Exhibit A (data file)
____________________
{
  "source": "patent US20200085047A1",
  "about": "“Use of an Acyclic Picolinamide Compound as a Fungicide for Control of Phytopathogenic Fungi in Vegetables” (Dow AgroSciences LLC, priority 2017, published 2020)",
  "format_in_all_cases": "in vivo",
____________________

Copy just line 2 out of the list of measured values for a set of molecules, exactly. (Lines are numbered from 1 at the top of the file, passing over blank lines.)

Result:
  "source": "patent US20200085047A1",